Evaluation of introduced peach cultivars in the Crimean steppe region
In the Steppe Horticulture Laboratory of the Nikitsky Botanical Garden, there is an extensive collection of peach, nectarine and decorative peach germplasm. The share of foreign cultivars is 56%. Currently, the peach collection includes 171 foreign cultivars of American, European and Central Asian origin. The purpose of our study was to evaluate foreign peach cultivars for yield and adaptation to the environmental conditions of the southern Crimea steppe region. Our goal was to identify select high-yielding peach samples with attractive fruits of good taste. The climate of the Crimean steppe is hot and dry, with a long growing season and relatively mild winters. Thirty five cultivars bred in the US, Canada, Italy, Moldova, Ukraine, Uzbekistan, and etc. were studied. The rootstocks used were seedlings of wild almonds. Almond is the rootstock most adapted to our agroclimatic conditions. The planting scheme was 6×3 m. The soil was a southern chernozem (black soil), which was kept with black steam. Normal agronomic practices were followed in managing the trees. We used traditional methods for evaluating the cultivars. As a result, peach cultivars were identified as high yielding, average yielding, low yielding or poor yielding. High-yielding cultivars included Baby Gold-8, Hogrande Feridel, Sun Haven, Sunbeam, Red Haven, Baby Gold-6, Stanford, Madison, Nezhnyiy, Jersey Queen, and Vostok 3. Cultivars with attractive appearance and good taste were Comanche, Red Haven, Rich Haven, Stanford, and Sun Haven. Cultivars with combined commercially important characteristics and good fruit taste have been recommended for use in breeding programs and for testing in other climatic zones. Low-yielding and poor harvest cultivars (Dawn, Grande, Guroch, Meadon York and Early Coronet) have been proposed to exclusion from the study in this soil-climatic zone.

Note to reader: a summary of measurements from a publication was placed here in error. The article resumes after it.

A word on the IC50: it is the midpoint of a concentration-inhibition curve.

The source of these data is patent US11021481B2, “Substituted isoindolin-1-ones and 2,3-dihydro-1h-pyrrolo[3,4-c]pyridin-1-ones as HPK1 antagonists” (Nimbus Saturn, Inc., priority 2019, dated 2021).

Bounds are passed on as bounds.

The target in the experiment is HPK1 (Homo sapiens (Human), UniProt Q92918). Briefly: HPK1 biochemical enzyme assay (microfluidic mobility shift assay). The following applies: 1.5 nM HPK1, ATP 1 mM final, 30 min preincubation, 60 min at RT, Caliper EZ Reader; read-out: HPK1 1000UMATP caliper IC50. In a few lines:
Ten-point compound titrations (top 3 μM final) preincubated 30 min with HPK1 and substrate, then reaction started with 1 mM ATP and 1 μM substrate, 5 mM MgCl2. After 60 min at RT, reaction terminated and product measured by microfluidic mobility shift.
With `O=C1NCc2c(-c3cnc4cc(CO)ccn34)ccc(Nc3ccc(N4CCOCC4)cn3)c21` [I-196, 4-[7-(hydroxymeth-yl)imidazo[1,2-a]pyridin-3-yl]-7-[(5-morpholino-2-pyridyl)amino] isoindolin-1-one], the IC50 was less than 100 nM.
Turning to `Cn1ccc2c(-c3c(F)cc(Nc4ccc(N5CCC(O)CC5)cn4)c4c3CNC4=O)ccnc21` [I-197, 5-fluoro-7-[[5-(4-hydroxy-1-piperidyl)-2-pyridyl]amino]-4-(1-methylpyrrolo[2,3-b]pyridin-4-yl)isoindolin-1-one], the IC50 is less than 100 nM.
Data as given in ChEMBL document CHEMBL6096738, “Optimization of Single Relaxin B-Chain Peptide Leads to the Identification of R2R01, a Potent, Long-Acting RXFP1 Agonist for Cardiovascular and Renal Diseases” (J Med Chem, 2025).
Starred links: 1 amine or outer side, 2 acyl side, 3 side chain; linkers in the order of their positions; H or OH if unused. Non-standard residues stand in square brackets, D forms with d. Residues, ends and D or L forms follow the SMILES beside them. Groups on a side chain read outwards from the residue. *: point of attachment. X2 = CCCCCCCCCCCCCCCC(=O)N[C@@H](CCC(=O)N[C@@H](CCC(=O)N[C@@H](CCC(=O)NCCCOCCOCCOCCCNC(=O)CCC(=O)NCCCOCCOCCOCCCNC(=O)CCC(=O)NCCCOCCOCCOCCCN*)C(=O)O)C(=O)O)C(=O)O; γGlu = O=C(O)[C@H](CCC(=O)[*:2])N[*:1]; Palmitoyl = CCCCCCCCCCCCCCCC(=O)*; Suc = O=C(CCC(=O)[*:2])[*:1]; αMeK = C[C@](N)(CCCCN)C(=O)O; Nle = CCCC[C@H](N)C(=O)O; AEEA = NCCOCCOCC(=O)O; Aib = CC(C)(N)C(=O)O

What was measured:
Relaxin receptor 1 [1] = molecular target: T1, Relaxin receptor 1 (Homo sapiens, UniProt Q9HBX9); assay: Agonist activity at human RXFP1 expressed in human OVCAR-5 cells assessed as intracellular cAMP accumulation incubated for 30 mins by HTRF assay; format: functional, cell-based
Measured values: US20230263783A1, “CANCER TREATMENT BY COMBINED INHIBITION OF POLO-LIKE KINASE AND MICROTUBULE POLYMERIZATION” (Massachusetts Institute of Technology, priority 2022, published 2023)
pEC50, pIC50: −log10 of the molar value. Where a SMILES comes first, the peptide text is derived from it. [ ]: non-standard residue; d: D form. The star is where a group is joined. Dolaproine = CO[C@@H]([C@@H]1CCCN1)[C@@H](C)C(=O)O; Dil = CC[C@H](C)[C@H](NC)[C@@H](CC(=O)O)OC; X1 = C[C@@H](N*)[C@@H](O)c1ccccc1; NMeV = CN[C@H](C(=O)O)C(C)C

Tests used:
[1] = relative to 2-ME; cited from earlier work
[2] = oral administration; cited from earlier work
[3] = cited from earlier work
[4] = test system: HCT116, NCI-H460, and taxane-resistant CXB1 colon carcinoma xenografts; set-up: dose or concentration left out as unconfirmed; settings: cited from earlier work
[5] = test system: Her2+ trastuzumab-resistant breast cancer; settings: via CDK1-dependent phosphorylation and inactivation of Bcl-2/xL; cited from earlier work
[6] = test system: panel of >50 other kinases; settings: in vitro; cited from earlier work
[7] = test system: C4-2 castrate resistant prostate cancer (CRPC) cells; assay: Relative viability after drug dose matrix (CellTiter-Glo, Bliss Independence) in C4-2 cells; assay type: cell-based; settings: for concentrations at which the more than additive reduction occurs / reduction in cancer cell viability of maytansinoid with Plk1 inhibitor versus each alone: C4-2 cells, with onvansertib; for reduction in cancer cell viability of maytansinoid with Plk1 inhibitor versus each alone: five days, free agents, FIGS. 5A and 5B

Latsko, T. (2021). Evaluation of introduced peach cultivars in the Crimean steppe region. Acta Hortic. 1304, 63-68
fruit breeding, genetics resources, stone fruits, fruit quality, crop yield